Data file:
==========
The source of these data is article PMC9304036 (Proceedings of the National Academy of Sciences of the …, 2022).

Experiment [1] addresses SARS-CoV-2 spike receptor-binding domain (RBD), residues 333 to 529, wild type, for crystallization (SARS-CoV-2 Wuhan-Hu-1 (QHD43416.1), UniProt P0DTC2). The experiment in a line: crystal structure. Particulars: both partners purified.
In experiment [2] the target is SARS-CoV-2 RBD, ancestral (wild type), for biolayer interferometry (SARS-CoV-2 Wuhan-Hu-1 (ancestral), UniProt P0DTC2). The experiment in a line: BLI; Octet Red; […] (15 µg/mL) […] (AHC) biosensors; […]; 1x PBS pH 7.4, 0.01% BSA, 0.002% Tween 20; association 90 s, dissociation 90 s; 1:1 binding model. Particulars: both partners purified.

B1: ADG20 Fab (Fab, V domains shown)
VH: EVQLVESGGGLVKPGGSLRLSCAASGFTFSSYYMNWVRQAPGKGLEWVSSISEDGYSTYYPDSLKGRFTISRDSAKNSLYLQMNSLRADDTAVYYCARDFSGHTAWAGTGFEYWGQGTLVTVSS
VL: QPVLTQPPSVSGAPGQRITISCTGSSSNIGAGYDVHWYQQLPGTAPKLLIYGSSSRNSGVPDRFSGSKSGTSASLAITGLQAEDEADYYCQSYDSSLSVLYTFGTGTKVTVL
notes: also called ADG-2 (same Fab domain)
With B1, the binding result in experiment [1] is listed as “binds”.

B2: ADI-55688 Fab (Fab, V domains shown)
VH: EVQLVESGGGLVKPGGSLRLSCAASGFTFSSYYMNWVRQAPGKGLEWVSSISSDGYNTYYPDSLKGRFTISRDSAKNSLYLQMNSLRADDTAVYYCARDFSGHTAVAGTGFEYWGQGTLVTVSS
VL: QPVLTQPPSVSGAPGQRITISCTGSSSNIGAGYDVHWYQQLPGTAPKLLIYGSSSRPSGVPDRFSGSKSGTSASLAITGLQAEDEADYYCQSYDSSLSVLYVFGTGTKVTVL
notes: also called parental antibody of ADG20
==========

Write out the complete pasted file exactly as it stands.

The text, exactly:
The source of these data is article PMC9304036 (Proceedings of the National Academy of Sciences of the …, 2022).

Experiment [1] addresses SARS-CoV-2 spike receptor-binding domain (RBD), residues 333 to 529, wild type, for crystallization (SARS-CoV-2 Wuhan-Hu-1 (QHD43416.1), UniProt P0DTC2). The experiment in a line: crystal structure. Particulars: both partners purified.
In experiment [2] the target is SARS-CoV-2 RBD, ancestral (wild type), for biolayer interferometry (SARS-CoV-2 Wuhan-Hu-1 (ancestral), UniProt P0DTC2). The experiment in a line: BLI; Octet Red; […] (15 µg/mL) […] (AHC) biosensors; […]; 1x PBS pH 7.4, 0.01% BSA, 0.002% Tween 20; association 90 s, dissociation 90 s; 1:1 binding model. Particulars: both partners purified.

B1: ADG20 Fab (Fab, V domains shown)
VH: EVQLVESGGGLVKPGGSLRLSCAASGFTFSSYYMNWVRQAPGKGLEWVSSISEDGYSTYYPDSLKGRFTISRDSAKNSLYLQMNSLRADDTAVYYCARDFSGHTAWAGTGFEYWGQGTLVTVSS
VL: QPVLTQPPSVSGAPGQRITISCTGSSSNIGAGYDVHWYQQLPGTAPKLLIYGSSSRNSGVPDRFSGSKSGTSASLAITGLQAEDEADYYCQSYDSSLSVLYTFGTGTKVTVL
notes: also called ADG-2 (same Fab domain)
With B1, the binding result in experiment [1] is listed as “binds”.

B2: ADI-55688 Fab (Fab, V domains shown)
VH: EVQLVESGGGLVKPGGSLRLSCAASGFTFSSYYMNWVRQAPGKGLEWVSSISSDGYNTYYPDSLKGRFTISRDSAKNSLYLQMNSLRADDTAVYYCARDFSGHTAVAGTGFEYWGQGTLVTVSS
VL: QPVLTQPPSVSGAPGQRITISCTGSSSNIGAGYDVHWYQQLPGTAPKLLIYGSSSRPSGVPDRFSGSKSGTSASLAITGLQAEDEADYYCQSYDSSLSVLYVFGTGTKVTVL
notes: also called parental antibody of ADG20